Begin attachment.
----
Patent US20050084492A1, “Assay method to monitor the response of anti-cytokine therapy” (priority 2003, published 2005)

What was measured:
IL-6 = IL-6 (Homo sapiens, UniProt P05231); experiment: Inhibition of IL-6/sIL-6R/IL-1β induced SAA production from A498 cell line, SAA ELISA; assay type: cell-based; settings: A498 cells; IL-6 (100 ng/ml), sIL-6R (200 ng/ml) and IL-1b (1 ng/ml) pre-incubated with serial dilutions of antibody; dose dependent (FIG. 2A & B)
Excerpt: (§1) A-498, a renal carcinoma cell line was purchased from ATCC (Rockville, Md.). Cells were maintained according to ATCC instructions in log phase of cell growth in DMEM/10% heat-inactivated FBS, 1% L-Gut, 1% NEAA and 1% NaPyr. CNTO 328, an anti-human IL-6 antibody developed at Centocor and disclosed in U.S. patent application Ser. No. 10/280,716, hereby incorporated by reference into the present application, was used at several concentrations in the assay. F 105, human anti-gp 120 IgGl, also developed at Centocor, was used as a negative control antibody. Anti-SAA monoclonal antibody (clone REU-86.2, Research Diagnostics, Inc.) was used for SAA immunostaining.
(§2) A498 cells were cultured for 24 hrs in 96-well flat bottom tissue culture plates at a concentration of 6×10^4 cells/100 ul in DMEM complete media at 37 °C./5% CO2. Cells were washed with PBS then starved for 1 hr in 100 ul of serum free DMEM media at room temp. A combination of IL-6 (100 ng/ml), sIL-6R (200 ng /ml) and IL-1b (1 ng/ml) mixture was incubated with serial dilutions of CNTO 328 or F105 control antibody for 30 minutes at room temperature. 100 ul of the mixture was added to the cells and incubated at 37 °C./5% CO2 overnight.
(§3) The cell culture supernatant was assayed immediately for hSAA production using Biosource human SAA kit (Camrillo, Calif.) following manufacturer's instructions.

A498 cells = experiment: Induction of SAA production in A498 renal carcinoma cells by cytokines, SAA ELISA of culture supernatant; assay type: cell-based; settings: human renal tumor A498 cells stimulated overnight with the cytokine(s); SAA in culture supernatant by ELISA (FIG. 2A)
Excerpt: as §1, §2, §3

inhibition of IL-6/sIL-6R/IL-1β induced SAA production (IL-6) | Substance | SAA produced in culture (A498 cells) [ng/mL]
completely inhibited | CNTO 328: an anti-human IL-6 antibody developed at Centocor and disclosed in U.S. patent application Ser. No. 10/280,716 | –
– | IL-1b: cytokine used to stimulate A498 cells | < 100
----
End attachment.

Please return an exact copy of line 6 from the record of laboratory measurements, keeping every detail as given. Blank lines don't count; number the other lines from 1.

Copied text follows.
(§3) The cell culture supernatant was assayed immediately for hSAA production using Biosource human SAA kit (Camrillo, Calif.) following manufacturer's instructions.